Alice Cooper’s ’80s Albums Reissued On Collectors’ Choice
ALICE COOPER’S ’80S ALBUMS REISSUED ON COLLECTORS’ CHOICE
December 9, 2009
Final three Warner Bros. albums — Special Forces, Zipper Catches Skin and Dada — released at the inception of punk and new wave
As Alice Cooper entered the 1980s, the emergence of punk (which in turn owned a debt to him) revitalized his sound and material, steering him away from the overblown albums of the late ’70s and back into the raw, nasty rock ‘n’ roll which, along with his gothic-horror stage show, brought him his initial fame and fortune. On January 12, 2009, Collectors’ Choice will put three oft-overlooked albums in Alice’s catalog — Special Forces, Zipper Catches Skin and Dada — back in print. Catalog of Cool author, Luxuria Music DJ and musicologist Gene Sculatti wrote the liner notes for the reissues.
Alice Cooper, of course, originated as a band fronted by Vincent Furnier, who himself became known as Alice Cooper. With a debut album released on Frank Zappa’s Straight Records label (Pretties for You) in 1969, the band soon broke into the mainstream with hits like “Eighteen,” “Under My Wheels” and “No More Mr. Nice Guy” on albums like Love It to Death, Killer, School’s Out, Billion Dollar Babies and Muscle of Love. By the mid-’70s, Alice (the singer) and the band had parted ways. Alice the singer continued to release albums, abetted by musicians from Lou Reed’s band including guitarists Dick Wagner and Steve Hunter, with Wagner remaining a creative partner on into the ’80s.
Alice Cooper’s hard-edged rock help set the stage for the late ’70s punk movement. And in turn the punk movement proved influential on Cooper, whose ’80s albums reflect that ethos, returning to the basics of rock ‘n’ roll from his more theatrical forays in the mid- ’70s.
– Special Forces: Cooper’s 15th album, released in 1981, alludes to the artist’s guns-and- ammo fixation at the time. Punk and its cousin new wave were urgent, stripped down, sped up, unsentimental forms and Cooper responded admirably to the challenge. Appropriately, the album contains a cover of Arthur Lee & Love’s “7 And 7 Is,” plus a hard ‘ n’ fast live reprise of “Generation Landslide” from the Billion Dollar Babies album. Included are “Vicious Rumors” with its buzzsaw guitar, and the new wave-ish “You’re a Movie,” which namechecks Hannibal, Alexander the Great and General Patton. In addition to guns and warfare, the album’s other theme is Cooper’s fandom of Count Floyd, the cheesy host of Monster Chiller Horror Theater on SCTV in the early ’80s, best represented here by “Skeleton in the Closet,” with minor key harpsichord. “Prettiest Cop on the Block” was co-written with former Elton John bandmate Davey Johnston, and the DEVO-tinged “You Want It, You Got It,” co-written by Eric Kaz. Finally, the album contains a bonus track, “Look at You Over There, Ripping the Sawdust from My Teddybear,” not included on the original vinyl configuration.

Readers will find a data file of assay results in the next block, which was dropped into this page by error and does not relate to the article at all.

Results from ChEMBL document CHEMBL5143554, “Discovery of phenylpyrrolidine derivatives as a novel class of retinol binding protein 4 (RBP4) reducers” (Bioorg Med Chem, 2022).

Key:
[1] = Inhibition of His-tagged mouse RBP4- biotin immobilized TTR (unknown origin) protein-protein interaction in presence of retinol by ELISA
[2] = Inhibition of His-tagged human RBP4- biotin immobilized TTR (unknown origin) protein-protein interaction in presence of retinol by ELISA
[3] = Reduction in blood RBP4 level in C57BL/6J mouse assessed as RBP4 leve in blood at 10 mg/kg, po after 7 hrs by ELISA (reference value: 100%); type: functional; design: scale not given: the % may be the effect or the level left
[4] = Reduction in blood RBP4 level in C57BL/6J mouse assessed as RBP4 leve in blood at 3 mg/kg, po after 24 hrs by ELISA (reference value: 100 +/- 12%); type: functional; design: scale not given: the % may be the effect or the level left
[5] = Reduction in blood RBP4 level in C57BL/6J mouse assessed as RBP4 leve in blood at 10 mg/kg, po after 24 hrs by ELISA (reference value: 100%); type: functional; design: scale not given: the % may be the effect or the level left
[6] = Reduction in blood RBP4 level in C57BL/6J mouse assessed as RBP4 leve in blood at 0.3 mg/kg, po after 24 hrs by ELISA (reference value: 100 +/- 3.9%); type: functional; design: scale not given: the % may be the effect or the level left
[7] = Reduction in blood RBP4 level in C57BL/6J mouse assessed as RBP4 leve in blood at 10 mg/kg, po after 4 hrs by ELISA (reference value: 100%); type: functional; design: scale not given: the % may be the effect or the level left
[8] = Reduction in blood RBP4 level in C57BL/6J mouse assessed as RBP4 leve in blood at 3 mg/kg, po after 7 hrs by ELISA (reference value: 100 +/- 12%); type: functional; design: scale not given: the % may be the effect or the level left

– Zipper Catches Skin: The title’s enough to make you wince (especially if you’re a guy) and that brand of humor permeates this 1982 album which ranks as one of the most ambitious (and funniest) of Cooper’s career. Continuing to refocus on sharp-edged guitar rock, he does so here in an early-’80s big production mode. The album includes the new- wavey “I Like Girls,” the relentless “Remarkably Insincere,” and the Knack-meets-AC/DC- esque “Adaptable (Anything for You).” Dick Wagner, known for his work with Lou Reed and various “solo” Alice Cooper albums, co-wrote “No Baloney Homosapiens” and “Make That Money (Scrooge’s Song).” The reissue contains the bonus track “For Britain Only,” which first appeared on the Rhino Records anthology The Life & Crimes of Alice Cooper.
– Dada: For Cooper’s 14th album and final effort for Warner Bros. Records, producer Bob Ezrin — who’d helmed every Alice Cooper long player from Love It to Death through 1977’s live Alice Cooper Show — was back on board as was guitarist Dick Wagner. Whether credited to their time apart or simply the luck of the draw, this 1983 release was a musical if not commercial success. The third key player on Dada was Graham Shaw, who programmed keyboards and percussion (the sleeve credits noting that “the drums are not drums but computer drums embellished with some live drumming”). “Enough’s Enough” utilizes a disjointed pop structure channeling elements of the Beach Boys and Queen, while Cooper’s delivery in “Dyslexia” recalls the jerky rhythms of the Talking Heads. Dada’s longest (seven minutes) track, “Fresh Blood,” finds Cooper procuring a “sanguinary feast” for his pet vampire.
Dada represented a conclusion and a fresh start for Cooper as the artist retired from music for three years. He re-emerged in 1986 with successful MCA Records debut album Constrictor, flanked again by Ezrin and Hunter.
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